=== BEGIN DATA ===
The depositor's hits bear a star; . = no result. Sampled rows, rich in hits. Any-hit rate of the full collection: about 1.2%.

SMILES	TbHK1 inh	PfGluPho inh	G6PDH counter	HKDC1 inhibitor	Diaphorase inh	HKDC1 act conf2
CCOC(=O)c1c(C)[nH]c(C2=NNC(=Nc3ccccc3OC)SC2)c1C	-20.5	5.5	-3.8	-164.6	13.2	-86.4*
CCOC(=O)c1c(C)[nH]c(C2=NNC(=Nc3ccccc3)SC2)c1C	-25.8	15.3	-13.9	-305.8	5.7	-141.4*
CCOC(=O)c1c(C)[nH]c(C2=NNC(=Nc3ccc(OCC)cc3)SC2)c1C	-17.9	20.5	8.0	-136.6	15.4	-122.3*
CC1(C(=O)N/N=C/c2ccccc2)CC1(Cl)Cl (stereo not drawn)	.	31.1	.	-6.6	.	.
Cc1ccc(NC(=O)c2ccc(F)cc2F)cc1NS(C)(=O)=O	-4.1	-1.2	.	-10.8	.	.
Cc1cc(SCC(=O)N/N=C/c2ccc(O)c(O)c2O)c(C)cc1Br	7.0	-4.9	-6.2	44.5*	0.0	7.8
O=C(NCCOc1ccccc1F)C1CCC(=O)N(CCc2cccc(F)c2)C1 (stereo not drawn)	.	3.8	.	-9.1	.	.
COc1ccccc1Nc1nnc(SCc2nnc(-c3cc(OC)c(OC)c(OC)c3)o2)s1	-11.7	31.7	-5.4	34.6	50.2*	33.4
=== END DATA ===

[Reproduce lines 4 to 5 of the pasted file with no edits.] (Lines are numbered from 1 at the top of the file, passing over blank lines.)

CCOC(=O)c1c(C)[nH]c(C2=NNC(=Nc3ccccc3)SC2)c1C	-25.8	15.3	-13.9	-305.8	5.7	-141.4*
CCOC(=O)c1c(C)[nH]c(C2=NNC(=Nc3ccc(OCC)cc3)SC2)c1C	-17.9	20.5	8.0	-136.6	15.4	-122.3*